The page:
The Institute identifies the machinery requirement of SMEs, especially those which are expensive and can be manufactured locally, and then transfer them so that the enterprises produce better quality and improve their productivity with this technology backup, explains the General Manager.
"And in this regard, on top of the successful development of some critical machines, seven machines needed for footwear production have been developed.
Wondu also mentions the linkage between FDI and local industries as one platform used by the Institute to facilitate technology transfer within the sector. "Though the numbers of investments that have joined the sector are limited, the ones who have already joined are big in size."
The companies have an integrated facility to produce footwear, which includes the outsole, mold and last production and these are the gaps that the local industry faces, he adds.
Furthermore, he notes that given that linkages are made not only by supply of products, but also through provision of technical know-how, some local industries have started producing some of these items, having used the technical and technology transfer facilitated by the Institution.
On top of helping local industries produce higher quality with improved productivity, whilst becoming competitive in the global market, he opines that technology transfer tangibly foster the economy in general, serving as a catalyst for cross-sectoral linkage among metal engineering, plastic engineering, and petrochemical industries.
Addis Ketema, Director of Leather and Footwear Research and Monitoring at Ministry of Industry, for his part zooms on disentangling the positive effect of technology transfer on the productivity of domestic leather firms from FDI.
When attracting FDI, one of the objectives is to transfer technology, as professionals that work under them are provided with training, he explains.
Further hammering the role of foreign investment in generating technology spillovers to domestic firms, Addis highlights the positive role industrial parks that are being built in the country can play in developing and transferring leather product technologies, and thereby boost skills formation.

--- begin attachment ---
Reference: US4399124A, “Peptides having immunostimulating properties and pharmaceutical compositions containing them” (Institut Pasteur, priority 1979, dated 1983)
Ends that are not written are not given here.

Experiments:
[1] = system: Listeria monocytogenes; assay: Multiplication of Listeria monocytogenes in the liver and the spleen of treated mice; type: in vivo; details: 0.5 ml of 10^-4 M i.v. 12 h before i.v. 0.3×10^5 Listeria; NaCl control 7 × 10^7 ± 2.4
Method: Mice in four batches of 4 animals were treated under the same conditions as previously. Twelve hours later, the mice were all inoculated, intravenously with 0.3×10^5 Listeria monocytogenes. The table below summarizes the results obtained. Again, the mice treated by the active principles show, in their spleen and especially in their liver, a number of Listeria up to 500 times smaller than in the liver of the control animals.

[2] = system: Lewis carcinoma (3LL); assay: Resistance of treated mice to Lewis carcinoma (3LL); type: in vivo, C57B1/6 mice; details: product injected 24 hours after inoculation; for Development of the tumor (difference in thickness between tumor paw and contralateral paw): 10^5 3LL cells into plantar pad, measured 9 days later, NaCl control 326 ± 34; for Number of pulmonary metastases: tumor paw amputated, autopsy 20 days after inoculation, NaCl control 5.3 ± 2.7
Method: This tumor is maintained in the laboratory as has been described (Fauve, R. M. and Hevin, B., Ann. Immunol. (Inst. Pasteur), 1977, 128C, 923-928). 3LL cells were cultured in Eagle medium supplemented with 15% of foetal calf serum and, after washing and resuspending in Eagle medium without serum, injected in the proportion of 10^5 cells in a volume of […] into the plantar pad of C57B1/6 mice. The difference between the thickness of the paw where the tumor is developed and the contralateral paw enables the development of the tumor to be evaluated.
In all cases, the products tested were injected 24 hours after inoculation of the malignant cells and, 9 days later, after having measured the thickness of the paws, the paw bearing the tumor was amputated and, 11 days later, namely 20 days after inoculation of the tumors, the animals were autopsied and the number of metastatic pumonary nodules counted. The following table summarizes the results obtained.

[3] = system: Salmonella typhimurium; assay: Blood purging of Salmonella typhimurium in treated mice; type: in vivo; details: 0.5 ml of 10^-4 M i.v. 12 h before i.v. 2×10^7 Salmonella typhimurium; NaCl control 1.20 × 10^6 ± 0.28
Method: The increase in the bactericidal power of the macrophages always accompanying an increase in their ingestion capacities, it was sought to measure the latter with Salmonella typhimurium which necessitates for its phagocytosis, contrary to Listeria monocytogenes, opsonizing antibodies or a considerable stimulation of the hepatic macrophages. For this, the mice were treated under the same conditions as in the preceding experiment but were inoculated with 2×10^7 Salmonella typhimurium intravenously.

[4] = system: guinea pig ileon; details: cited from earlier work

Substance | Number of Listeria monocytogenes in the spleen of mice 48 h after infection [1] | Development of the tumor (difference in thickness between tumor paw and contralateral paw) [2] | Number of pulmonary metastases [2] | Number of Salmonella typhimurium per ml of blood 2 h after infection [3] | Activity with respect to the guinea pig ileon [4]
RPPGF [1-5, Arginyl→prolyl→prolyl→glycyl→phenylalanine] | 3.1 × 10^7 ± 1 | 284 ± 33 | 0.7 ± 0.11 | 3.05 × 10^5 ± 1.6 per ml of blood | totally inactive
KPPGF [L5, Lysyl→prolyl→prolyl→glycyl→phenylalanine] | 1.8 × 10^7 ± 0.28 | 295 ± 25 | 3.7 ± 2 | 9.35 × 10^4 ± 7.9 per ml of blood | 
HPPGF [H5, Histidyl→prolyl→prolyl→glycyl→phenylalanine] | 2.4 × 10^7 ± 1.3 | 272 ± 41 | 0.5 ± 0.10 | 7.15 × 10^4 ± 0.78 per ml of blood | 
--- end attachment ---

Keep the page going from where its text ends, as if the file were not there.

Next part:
As foreign investors get involved in industrial parks, they will have the opportunity to create job opportunities for the youth, where the chance for our unemployed youth to increase their skills and knowledge will be high, he says adding the fact that technology is transferred when they are able to work practice and master what they have learned or acquired.
Next, the move will be to open up their own footwear and leather goods businesses and industry as their capacity and capital blossoms.
To this end, the Director cites Huajian - one of the largest shoe exporters in China - as an example. The company sets up its factory in Ethiopia in 2011 with a plan to invest 2 billion USD in developing manufacturing clusters focused on shoemaking for export.
But for Addis, in addition to the heavy investment and job creation, what caught his eyes is its effect in generating technological spillover to indigenous leather industries. "It is with seeing the country's leather industry potential attract such kind of heavy investment that I say the sector has a bright future ahead of it."